$25,000 damages awarded for mental distress.

On September 28, 2009, the Ontario Superior Court of Justice released its decision in McQueen v. Echelon General Insurance Co., [2009] O.J. No. 3965. The Court made a substantial award of mental distress damages against the insurer, Echelon, for denial of benefits in the amount of $25,000.00. BACKGROUND This case arose from a claim for statutory accident benefits and damages for breach of the insurer’s duty to act in good faith. The plaintiff sustained injuries in a rollover motor vehicle accident. At the time of the accident, she was unemployed and received benefits under the Ontario...

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Manulife bound by its own policy wording.

On August 17, 2009, The BC Supreme Court held that as between the limitation period in an insurance policy and the limitation period set out in Section 22(1) of the Insurance Act of British Columbia, the limitation period in the policy prevails so long as it is not shorter than that prescribed by Section 22(1). In Colgur v. Manufacturers Life Ins. Co., 2009 BCSC 1125, the insurance company, Manulife, applied for a dismissal of the Ms. Colgur’s claim for long-term disability .  Ms. Colgur was employed by the Royal Bank of Canada as a customer service representative. She developed laryngitis...

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$75,000 for moderate/severe PTSD.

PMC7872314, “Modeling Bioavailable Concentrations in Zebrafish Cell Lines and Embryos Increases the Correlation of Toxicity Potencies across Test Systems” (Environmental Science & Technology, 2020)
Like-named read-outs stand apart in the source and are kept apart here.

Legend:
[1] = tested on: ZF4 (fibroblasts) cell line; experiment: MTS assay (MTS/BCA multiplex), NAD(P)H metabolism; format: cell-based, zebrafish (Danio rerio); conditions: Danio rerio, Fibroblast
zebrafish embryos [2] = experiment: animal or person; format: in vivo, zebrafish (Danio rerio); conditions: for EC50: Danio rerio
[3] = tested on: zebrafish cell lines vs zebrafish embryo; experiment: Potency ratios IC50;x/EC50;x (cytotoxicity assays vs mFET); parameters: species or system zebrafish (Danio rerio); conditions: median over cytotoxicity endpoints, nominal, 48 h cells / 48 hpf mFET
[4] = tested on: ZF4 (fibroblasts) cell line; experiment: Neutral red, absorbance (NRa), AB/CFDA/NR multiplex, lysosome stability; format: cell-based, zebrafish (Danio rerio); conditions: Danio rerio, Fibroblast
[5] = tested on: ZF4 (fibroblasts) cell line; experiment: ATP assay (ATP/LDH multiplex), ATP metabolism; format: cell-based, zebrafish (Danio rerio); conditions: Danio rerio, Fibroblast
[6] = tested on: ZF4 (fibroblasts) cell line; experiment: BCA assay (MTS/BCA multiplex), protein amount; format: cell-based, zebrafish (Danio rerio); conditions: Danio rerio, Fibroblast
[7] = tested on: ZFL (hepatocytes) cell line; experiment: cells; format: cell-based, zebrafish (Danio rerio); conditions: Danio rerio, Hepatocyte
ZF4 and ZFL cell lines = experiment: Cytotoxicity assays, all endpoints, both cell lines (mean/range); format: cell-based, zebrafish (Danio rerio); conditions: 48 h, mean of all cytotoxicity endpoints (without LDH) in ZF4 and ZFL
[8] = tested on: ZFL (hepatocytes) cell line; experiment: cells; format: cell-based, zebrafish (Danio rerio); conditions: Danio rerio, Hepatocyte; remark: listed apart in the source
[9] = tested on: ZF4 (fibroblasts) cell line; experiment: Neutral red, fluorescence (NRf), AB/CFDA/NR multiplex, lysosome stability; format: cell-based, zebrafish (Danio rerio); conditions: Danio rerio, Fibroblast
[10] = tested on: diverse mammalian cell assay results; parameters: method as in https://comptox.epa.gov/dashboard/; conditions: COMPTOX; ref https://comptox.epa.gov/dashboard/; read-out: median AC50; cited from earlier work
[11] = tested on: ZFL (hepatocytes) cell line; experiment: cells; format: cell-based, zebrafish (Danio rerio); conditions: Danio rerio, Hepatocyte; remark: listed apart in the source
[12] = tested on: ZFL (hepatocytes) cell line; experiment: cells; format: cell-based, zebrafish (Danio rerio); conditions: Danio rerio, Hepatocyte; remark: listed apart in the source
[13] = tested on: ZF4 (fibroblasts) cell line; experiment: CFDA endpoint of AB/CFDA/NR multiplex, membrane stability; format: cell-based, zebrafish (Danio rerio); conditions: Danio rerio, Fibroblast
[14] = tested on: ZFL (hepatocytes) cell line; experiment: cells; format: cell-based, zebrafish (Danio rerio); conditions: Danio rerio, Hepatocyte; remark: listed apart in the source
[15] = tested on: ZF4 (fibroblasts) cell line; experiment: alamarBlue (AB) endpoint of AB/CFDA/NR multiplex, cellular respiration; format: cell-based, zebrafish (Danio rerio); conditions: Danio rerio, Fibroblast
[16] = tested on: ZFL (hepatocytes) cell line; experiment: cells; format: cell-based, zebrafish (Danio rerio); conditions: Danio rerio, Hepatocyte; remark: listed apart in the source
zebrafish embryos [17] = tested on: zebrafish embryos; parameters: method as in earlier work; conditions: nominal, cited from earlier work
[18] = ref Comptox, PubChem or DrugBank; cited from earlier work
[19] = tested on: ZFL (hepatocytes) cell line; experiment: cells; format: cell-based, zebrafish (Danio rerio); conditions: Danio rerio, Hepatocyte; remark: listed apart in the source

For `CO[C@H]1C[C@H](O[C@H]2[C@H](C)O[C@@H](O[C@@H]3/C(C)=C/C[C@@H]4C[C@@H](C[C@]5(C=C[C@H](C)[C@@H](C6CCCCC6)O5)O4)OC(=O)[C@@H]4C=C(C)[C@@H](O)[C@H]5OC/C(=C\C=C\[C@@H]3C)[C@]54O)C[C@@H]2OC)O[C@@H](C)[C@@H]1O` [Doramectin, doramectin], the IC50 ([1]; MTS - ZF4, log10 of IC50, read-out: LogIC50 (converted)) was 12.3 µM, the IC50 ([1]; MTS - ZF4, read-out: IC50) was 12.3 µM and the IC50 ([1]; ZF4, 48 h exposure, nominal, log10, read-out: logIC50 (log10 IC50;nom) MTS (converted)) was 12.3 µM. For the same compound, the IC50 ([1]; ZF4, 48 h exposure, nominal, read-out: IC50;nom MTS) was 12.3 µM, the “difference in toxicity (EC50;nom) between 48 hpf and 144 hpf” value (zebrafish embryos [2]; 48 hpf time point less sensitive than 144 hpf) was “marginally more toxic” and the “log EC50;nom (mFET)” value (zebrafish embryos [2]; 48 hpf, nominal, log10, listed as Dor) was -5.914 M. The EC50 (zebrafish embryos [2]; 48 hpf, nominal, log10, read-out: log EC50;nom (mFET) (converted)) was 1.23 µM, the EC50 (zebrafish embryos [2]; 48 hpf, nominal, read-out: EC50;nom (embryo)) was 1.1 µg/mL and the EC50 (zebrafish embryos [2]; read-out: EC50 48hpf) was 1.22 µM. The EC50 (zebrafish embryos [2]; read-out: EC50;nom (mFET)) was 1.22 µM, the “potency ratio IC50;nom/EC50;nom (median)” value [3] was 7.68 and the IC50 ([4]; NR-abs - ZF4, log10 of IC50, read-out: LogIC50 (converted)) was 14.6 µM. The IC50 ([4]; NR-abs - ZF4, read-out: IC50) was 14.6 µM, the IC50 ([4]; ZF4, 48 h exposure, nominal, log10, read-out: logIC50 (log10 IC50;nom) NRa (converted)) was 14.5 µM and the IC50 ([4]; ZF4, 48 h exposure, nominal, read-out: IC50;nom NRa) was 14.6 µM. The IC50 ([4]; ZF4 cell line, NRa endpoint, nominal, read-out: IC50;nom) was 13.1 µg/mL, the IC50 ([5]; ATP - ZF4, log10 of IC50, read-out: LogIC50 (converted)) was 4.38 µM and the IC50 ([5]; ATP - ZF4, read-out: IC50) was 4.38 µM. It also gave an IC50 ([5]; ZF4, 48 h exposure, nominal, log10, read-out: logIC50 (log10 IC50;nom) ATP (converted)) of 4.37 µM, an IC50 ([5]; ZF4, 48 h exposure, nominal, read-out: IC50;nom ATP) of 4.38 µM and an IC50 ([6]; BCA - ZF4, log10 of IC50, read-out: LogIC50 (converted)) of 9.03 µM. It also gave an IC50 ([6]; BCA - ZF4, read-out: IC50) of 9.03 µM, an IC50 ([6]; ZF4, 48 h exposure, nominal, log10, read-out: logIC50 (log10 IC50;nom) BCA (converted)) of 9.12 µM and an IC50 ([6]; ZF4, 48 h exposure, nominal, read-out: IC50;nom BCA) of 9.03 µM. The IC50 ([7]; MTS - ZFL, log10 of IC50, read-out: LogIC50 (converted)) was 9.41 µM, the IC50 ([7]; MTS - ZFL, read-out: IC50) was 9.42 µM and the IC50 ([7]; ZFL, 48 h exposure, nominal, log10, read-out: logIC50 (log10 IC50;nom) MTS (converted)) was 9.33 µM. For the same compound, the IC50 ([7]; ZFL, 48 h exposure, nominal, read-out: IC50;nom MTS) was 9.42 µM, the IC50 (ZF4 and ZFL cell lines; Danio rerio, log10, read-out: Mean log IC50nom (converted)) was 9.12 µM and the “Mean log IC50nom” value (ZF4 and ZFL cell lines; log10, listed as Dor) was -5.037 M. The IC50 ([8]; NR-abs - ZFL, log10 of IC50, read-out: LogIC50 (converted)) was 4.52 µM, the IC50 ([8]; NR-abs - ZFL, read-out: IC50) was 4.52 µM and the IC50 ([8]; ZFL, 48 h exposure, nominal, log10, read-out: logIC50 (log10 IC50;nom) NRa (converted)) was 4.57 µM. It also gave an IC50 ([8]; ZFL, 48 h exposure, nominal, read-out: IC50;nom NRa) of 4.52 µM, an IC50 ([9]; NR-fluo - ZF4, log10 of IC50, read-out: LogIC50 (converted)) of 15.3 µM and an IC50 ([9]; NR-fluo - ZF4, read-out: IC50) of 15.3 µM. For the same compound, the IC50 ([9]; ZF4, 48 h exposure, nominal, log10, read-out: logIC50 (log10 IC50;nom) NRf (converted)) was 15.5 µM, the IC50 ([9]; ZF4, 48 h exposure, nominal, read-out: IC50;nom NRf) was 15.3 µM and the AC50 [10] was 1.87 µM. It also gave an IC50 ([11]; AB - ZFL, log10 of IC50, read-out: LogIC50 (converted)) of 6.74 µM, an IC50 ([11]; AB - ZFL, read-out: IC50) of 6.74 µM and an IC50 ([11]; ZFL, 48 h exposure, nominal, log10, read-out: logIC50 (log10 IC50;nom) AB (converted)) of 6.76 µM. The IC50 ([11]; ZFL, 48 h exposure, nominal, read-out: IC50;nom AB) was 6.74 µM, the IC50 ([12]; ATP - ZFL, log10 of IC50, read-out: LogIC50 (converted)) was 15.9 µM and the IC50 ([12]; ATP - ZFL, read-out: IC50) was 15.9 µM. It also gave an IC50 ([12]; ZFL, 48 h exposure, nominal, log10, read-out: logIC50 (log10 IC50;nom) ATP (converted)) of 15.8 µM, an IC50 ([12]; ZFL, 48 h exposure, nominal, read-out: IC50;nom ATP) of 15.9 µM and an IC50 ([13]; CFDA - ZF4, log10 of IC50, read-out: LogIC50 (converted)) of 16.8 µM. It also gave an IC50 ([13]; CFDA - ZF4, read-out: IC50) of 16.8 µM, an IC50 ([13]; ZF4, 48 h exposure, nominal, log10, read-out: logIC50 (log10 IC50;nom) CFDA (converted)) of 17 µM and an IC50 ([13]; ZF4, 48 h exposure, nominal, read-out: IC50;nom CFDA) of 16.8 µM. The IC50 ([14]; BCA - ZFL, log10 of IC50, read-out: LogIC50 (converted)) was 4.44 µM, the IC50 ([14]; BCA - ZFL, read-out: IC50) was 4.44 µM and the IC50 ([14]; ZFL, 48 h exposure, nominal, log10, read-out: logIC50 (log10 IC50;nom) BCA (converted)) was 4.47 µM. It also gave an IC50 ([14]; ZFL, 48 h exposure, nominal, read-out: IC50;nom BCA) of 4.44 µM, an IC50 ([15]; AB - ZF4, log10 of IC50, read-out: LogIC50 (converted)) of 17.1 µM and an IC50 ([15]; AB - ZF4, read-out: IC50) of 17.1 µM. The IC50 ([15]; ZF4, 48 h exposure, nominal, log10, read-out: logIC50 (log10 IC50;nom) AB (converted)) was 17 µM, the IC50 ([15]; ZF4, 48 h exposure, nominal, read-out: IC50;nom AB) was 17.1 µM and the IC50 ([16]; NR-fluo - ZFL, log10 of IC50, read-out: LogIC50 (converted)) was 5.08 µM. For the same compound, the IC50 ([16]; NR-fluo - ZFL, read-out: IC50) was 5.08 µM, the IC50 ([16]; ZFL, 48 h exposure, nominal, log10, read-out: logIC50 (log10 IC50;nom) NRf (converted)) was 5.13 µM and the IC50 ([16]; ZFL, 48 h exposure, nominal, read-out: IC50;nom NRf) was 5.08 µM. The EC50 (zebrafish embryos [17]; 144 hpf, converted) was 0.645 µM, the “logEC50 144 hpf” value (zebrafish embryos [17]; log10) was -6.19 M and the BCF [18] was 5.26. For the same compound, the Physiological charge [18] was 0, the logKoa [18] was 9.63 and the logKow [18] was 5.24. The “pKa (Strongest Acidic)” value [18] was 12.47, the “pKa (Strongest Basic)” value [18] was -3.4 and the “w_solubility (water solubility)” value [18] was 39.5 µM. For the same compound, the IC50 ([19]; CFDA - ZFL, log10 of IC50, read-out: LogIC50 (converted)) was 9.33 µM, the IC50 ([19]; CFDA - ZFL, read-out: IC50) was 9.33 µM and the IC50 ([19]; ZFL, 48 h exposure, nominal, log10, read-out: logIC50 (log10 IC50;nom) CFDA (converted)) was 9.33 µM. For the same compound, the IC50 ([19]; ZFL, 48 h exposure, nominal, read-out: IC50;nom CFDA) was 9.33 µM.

On August 7, 2009, the BC Supreme Court awarded just over $320,000 in damages as a result of a serious BC Truck Accident. In Bonham v. Weir the plaintiff was driving a transport truck into Fort Nelson, BC, when another vehicle “crossed the centre line and collided head on with his truck. ”  The plaintiff’s truck “burst into flames and (the Plaintiff) had to crawl out of the burning cab through a broken windshield.” ICBC admitted fault on behalf of the driver of the other vehicle leaving the court to deal only with an assessment of damages. Mr. Justice Smith found that while the plaintiff’s...

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An exclusion clause is only valid if it is unambiguous.

On September 16, 2008 the Alberta Court of Appeal confirmed in Duke v. Clarica Life Insurance Co. 2008 ABCA 301 that an ambiguous term in a critical illness policy exclusion clause should be construed against the insurer. The insurance company had issued a critical illness policy to Mr. Duke. When Mr. Duke developed Parkinson’s disease, the insurance company denied his claim, relying on an exclusion clause which stated: “if the insured person had a covered critical illness or any symptoms associated with a covered critical illness before the date the Policy came into...

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“Bully” Manulife to pay $250,000 punitive damages.

On December 14, 2007, the Ontario Court of Appeal upheld an order that The Manufacturers Life Insurance Company (“Manulife”) pay $250,000 in punitive damages.

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Mental distress damages flow from a breach of the policy.

The Supreme Court of Canada set aside an award of punitive damages of $100,000 against a disability insurer (“Sun Life”), but upheld an award of $20,000 in aggravated damages for mental distress for breach of contract. Fidler worked as a bank receptionist and was covered by a group policy that included long-term disability benefits. At the age of 36, she became ill and was eventually diagnosed with chronic fatigue syndrome and fibromyalgia and began receiving long-term disability benefits in January 1991. Under the terms of the policy, Fidler was entitled to continued benefits...

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